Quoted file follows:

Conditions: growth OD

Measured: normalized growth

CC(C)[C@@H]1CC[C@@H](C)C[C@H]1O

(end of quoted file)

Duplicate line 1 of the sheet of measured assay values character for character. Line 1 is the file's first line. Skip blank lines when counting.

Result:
Conditions: growth OD